All copyrights to this material belong to Mike Gannon.

Written by Mike Gannon

Mike Gannon

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The LOVEYOURPOND Blog is written by Mike Gannon of Full Service Aquatics located in Summit, NJ. Mike is an award winning pond, water garden, and water feature builder. Always “In The Pursuit Of All Things Aquatic” Mike has been a lifelong hobbyist and providing professional services since 1995. Mike is the creator of The Pond Hunter video series seen on Youtube and has made several television appearances on Networks such as HGTV and the DIY Network. He also hosts the Pond Hunter Radio Broadcast, a show on everything aquatic, every other Wednesday at 8pm EST. You can see what else Mike is up to at the following sites:

    70 Comments on GRASS CARP FOR YOUR POND

    Comments Feed
  1. Drew Hoffner Says:

    on March 31, 2011 at 11:33 am

    How do I buy Grass Carp?

  2. Mgannon Says:

    on April 6, 2011 at 8:25 pm

    Hello Drew, try contacting your local Division of Fish and Wildlife, they can set you up with a supplier and provide the permits if they are required in your area. Thanks for reading the blog and commenting.

  3. Marve Colyer Says:

    on March 16, 2013 at 4:49 pm

    We bought six grass carp one yr. ago for our one acre pond (for our HOA). They did a fantastic job and true to nature went dormant for the winter—we now are having a lot of algae and grass growth that can be seen, but so far no carp to be seen—should we put some more carp in or be patient and let the weather warm a bit and see if they will “come and get it”!?! Thanx for your advice.—Marve Colyer

  4. Mgannon Says:

    on March 26, 2013 at 11:50 am

    Hello Marve! So you have seen firsthand how very effective grass carp can be in controlling or even removal of unwanted algae growth. Being fairly early in the season I would guess that the fish have not come out of dormancy just yet. I am not sure where you are located but, I’d give it a little more time before considering the addition on more grass carp. Thanks for checking out the LOVEYOURPOND blog and commenting! Regards, Mike

  5. Bill Hannah Says:

    on April 15, 2013 at 1:53 pm

    Would like to purchase some grass carp. Can pick up if near by Or will receive by shipment.

    Can you tell how and where?

  6. Mgannon Says:

    on April 17, 2013 at 11:10 pm

    Hello Bill, I do not sell the grass carp, but you should get in touch with your local Division of Fish and Wildlife to get these type of fish. They typically require a permit. Thanks for reading the blog!

  7. solomon Says:

    on May 16, 2013 at 8:37 pm

    i have a small pond about half an acre an it has developed a cover of alge on top. a friend recomended i try carp how many should i get and also how long will it probbaly take for the carp to eliminate the alge on the surface if the pond?

  8. Mgannon Says:

    on May 21, 2013 at 11:15 am

    Hello Solomon, you would probably use about 3 carp. It is hard to say how long it will take for them to work their magic but they will do it, they are very effective! You need to contact your local Division of Fish and Wildlife to obtain these fish. Good luck and thanks for reading and commenting!

  9. John McCormick Says:

    on August 14, 2013 at 2:10 pm

    I would like to buy 5 Grass Carp. How do I do that ??

  10. Mgannon Says:

    on August 16, 2013 at 3:27 am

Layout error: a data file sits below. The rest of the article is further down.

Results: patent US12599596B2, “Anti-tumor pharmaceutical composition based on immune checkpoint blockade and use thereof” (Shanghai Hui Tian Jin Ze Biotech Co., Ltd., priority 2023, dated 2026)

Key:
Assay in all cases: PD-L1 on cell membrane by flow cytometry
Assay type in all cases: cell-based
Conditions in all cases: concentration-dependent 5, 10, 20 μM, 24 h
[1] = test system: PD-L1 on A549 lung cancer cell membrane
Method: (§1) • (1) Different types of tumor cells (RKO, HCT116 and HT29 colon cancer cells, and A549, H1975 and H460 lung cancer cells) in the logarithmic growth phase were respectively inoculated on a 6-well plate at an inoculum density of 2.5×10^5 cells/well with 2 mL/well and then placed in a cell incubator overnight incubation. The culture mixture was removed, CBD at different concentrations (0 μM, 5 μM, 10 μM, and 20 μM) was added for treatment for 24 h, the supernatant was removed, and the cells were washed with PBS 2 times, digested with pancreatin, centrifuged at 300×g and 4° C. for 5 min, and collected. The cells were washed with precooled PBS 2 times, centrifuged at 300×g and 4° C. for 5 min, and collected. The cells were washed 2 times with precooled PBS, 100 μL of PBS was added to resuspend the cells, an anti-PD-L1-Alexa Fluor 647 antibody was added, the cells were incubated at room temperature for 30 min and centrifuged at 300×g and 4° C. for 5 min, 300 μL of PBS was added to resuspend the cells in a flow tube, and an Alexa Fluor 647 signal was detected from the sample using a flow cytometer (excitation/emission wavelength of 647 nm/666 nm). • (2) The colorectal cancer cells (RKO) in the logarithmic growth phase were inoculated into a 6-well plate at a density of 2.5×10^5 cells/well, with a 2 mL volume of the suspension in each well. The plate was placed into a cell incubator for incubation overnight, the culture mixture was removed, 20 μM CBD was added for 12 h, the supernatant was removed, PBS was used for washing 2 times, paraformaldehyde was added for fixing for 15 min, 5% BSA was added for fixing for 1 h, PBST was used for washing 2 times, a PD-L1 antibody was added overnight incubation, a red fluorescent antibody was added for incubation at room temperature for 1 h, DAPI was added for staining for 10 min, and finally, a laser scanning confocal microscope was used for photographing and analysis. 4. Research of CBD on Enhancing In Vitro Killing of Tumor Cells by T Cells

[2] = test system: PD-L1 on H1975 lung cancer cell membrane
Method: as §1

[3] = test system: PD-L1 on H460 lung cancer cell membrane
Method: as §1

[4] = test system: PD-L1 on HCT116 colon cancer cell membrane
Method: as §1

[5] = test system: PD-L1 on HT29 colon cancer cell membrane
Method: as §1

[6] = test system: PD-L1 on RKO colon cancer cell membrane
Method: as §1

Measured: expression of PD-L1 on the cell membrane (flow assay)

Contact your local Division of Fish and Wildlife. Thanks

  11. LEN CHRISTIE Says:

    on July 5, 2014 at 8:55 pm

    have a small pond covered with algae and plants most of the year, Oregon’s permit process seems extensive, so I am wondering if anyone can estimate the total cost to introduce perhaps 3 triploid carp into this pond??

  12. Ahmad Faramarzi Says:

    on September 19, 2014 at 7:10 pm

    Two years ago, we reconstructed and expanded our pond, which is now about 1/4 acre round and about 14 feet in the middle. It is basically a dam on a creek and the overflow goes into the wood and streams. Since rebuilding it, it is covered with algae on the surface as well floating and some submerged algae. We intend to get 2-4 carps but also are considering planting trees on the south side to shade the pond (instead of using die which is expensive) and maybe add a fountain to increase oxygen infiltration, both of which are preventive measure. In terms of effectiveness, which one of these 3 factors are MOST effective: shade, oxygen, carp. There is nothing we can do about nutrients as we have no control over that.

  13. Mike Gannon Says:

    on September 23, 2014 at 11:51 pm

    Hello Ahmad, thanks for reading the blog and commenting. As far as improving water quality I do recommend aeration; however I would start with submerged aeration instead of the floating aerator; you will get much better results. I also go ahead with the carp and trees too, but it all starts with aeration. -Mike

  14. Larry Grimm Says:

    on October 19, 2014 at 9:22 am

    A number of years ago our HOA stocked our small lake with triploid grass eating (TGE) carp. However, there are some in our community who think we now only have common carp in the lake. It is my understanding that the common carp has barbels (whiskers) whereas the TGE does not have them. Is this correct? It also appears the common has more of a horizontally oblong shape whereas the TGE is sleeker. I’ll need to go catch one in our lake to remember what the fins look like – being that this appears to be the definitive distinction – but it is getting late in the season to catch one. However, have you got any good pictures? What I have found on the internet hasn’t been distinctive enough for me to say which one is which. One other thing, the mouths on the carp I have caught are pointed somewhat downward and relatively small.